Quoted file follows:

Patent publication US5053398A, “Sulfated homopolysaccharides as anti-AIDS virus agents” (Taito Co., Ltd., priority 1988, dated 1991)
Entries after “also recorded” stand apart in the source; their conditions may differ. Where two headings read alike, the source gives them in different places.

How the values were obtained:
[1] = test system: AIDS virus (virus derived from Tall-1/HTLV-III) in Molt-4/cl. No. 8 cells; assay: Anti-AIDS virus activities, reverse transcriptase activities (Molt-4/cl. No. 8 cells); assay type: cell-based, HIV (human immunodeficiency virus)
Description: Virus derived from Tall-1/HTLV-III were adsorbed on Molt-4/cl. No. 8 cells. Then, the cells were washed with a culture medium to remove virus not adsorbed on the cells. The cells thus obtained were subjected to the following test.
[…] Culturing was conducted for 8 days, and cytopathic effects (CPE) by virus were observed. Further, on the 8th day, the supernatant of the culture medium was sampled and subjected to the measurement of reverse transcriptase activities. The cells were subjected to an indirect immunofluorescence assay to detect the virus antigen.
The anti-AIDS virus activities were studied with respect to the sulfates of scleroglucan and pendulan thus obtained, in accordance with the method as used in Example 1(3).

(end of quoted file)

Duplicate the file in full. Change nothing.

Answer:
Patent publication US5053398A, “Sulfated homopolysaccharides as anti-AIDS virus agents” (Taito Co., Ltd., priority 1988, dated 1991)
Entries after “also recorded” stand apart in the source; their conditions may differ. Where two headings read alike, the source gives them in different places.

How the values were obtained:
[1] = test system: AIDS virus (virus derived from Tall-1/HTLV-III) in Molt-4/cl. No. 8 cells; assay: Anti-AIDS virus activities, reverse transcriptase activities (Molt-4/cl. No. 8 cells); assay type: cell-based, HIV (human immunodeficiency virus)
Description: Virus derived from Tall-1/HTLV-III were adsorbed on Molt-4/cl. No. 8 cells. Then, the cells were washed with a culture medium to remove virus not adsorbed on the cells. The cells thus obtained were subjected to the following test.
[…] Culturing was conducted for 8 days, and cytopathic effects (CPE) by virus were observed. Further, on the 8th day, the supernatant of the culture medium was sampled and subjected to the measurement of reverse transcriptase activities. The cells were subjected to an indirect immunofluorescence assay to detect the virus antigen.
The anti-AIDS virus activities were studied with respect to the sulfates of scleroglucan and pendulan thus obtained, in accordance with the method as used in Example 1(3).